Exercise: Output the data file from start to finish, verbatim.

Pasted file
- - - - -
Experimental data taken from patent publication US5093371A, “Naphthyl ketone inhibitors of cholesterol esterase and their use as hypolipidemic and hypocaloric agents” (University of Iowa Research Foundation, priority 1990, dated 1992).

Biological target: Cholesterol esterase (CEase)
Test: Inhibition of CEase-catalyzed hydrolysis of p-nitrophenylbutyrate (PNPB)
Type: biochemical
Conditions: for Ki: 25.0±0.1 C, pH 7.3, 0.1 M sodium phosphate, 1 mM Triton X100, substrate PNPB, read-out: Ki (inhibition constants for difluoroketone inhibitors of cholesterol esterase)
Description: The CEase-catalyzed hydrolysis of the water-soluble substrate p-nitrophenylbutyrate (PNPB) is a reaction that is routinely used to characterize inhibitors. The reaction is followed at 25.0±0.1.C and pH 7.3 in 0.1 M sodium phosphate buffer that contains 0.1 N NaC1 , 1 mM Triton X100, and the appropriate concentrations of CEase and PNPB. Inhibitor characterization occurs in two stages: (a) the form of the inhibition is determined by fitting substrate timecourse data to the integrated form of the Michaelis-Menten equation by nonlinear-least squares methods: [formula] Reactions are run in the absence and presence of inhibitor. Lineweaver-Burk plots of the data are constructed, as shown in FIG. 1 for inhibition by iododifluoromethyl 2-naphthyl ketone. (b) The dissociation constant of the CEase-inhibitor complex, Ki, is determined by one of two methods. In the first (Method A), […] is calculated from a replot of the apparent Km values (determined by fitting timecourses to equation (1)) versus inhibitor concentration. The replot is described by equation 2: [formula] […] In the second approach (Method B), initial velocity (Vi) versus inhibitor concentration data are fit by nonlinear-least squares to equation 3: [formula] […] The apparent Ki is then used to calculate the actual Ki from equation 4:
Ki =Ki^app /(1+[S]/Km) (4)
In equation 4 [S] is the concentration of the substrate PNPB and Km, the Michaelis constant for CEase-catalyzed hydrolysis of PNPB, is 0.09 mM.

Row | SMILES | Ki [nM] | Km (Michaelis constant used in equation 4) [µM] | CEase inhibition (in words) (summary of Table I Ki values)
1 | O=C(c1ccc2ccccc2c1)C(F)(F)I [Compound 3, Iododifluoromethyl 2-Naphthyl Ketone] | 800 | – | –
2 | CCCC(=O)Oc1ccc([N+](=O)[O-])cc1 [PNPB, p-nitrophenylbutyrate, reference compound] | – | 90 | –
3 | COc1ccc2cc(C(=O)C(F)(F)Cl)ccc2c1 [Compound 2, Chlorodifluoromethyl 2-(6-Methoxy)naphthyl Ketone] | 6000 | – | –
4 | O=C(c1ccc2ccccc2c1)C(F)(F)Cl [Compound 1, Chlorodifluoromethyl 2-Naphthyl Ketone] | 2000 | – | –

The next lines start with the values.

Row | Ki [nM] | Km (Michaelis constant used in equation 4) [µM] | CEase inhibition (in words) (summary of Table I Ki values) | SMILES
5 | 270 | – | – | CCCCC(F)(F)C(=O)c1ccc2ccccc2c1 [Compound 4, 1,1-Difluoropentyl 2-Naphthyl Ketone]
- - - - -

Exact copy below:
Experimental data taken from patent publication US5093371A, “Naphthyl ketone inhibitors of cholesterol esterase and their use as hypolipidemic and hypocaloric agents” (University of Iowa Research Foundation, priority 1990, dated 1992).

Biological target: Cholesterol esterase (CEase)
Test: Inhibition of CEase-catalyzed hydrolysis of p-nitrophenylbutyrate (PNPB)
Type: biochemical
Conditions: for Ki: 25.0±0.1 C, pH 7.3, 0.1 M sodium phosphate, 1 mM Triton X100, substrate PNPB, read-out: Ki (inhibition constants for difluoroketone inhibitors of cholesterol esterase)
Description: The CEase-catalyzed hydrolysis of the water-soluble substrate p-nitrophenylbutyrate (PNPB) is a reaction that is routinely used to characterize inhibitors. The reaction is followed at 25.0±0.1.C and pH 7.3 in 0.1 M sodium phosphate buffer that contains 0.1 N NaC1 , 1 mM Triton X100, and the appropriate concentrations of CEase and PNPB. Inhibitor characterization occurs in two stages: (a) the form of the inhibition is determined by fitting substrate timecourse data to the integrated form of the Michaelis-Menten equation by nonlinear-least squares methods: [formula] Reactions are run in the absence and presence of inhibitor. Lineweaver-Burk plots of the data are constructed, as shown in FIG. 1 for inhibition by iododifluoromethyl 2-naphthyl ketone. (b) The dissociation constant of the CEase-inhibitor complex, Ki, is determined by one of two methods. In the first (Method A), […] is calculated from a replot of the apparent Km values (determined by fitting timecourses to equation (1)) versus inhibitor concentration. The replot is described by equation 2: [formula] […] In the second approach (Method B), initial velocity (Vi) versus inhibitor concentration data are fit by nonlinear-least squares to equation 3: [formula] […] The apparent Ki is then used to calculate the actual Ki from equation 4:
Ki =Ki^app /(1+[S]/Km) (4)
In equation 4 [S] is the concentration of the substrate PNPB and Km, the Michaelis constant for CEase-catalyzed hydrolysis of PNPB, is 0.09 mM.

Row | SMILES | Ki [nM] | Km (Michaelis constant used in equation 4) [µM] | CEase inhibition (in words) (summary of Table I Ki values)
1 | O=C(c1ccc2ccccc2c1)C(F)(F)I [Compound 3, Iododifluoromethyl 2-Naphthyl Ketone] | 800 | – | –
2 | CCCC(=O)Oc1ccc([N+](=O)[O-])cc1 [PNPB, p-nitrophenylbutyrate, reference compound] | – | 90 | –
3 | COc1ccc2cc(C(=O)C(F)(F)Cl)ccc2c1 [Compound 2, Chlorodifluoromethyl 2-(6-Methoxy)naphthyl Ketone] | 6000 | – | –
4 | O=C(c1ccc2ccccc2c1)C(F)(F)Cl [Compound 1, Chlorodifluoromethyl 2-Naphthyl Ketone] | 2000 | – | –

The next lines start with the values.

Row | Ki [nM] | Km (Michaelis constant used in equation 4) [µM] | CEase inhibition (in words) (summary of Table I Ki values) | SMILES
5 | 270 | – | – | CCCCC(F)(F)C(=O)c1ccc2ccccc2c1 [Compound 4, 1,1-Difluoropentyl 2-Naphthyl Ketone]